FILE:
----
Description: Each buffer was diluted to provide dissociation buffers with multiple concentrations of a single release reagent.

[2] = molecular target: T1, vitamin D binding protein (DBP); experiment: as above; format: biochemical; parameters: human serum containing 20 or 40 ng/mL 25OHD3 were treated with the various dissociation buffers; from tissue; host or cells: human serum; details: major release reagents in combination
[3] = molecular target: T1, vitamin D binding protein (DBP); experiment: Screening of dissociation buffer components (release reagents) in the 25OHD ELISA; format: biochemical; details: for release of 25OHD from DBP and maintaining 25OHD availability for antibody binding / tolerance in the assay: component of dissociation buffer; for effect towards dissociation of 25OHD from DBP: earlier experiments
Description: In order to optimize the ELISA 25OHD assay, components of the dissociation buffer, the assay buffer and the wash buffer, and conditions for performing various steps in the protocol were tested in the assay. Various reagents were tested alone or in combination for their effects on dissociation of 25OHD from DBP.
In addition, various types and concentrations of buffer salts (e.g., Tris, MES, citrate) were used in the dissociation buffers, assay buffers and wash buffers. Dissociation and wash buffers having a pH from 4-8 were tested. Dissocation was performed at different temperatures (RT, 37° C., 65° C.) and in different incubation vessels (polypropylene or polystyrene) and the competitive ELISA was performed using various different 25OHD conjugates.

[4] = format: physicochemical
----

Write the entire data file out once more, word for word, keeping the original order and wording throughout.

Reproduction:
Description: Each buffer was diluted to provide dissociation buffers with multiple concentrations of a single release reagent.

[2] = molecular target: T1, vitamin D binding protein (DBP); experiment: as above; format: biochemical; parameters: human serum containing 20 or 40 ng/mL 25OHD3 were treated with the various dissociation buffers; from tissue; host or cells: human serum; details: major release reagents in combination
[3] = molecular target: T1, vitamin D binding protein (DBP); experiment: Screening of dissociation buffer components (release reagents) in the 25OHD ELISA; format: biochemical; details: for release of 25OHD from DBP and maintaining 25OHD availability for antibody binding / tolerance in the assay: component of dissociation buffer; for effect towards dissociation of 25OHD from DBP: earlier experiments
Description: In order to optimize the ELISA 25OHD assay, components of the dissociation buffer, the assay buffer and the wash buffer, and conditions for performing various steps in the protocol were tested in the assay. Various reagents were tested alone or in combination for their effects on dissociation of 25OHD from DBP.
In addition, various types and concentrations of buffer salts (e.g., Tris, MES, citrate) were used in the dissociation buffers, assay buffers and wash buffers. Dissociation and wash buffers having a pH from 4-8 were tested. Dissocation was performed at different temperatures (RT, 37° C., 65° C.) and in different incubation vessels (polypropylene or polystyrene) and the competitive ELISA was performed using various different 25OHD conjugates.

[4] = format: physicochemical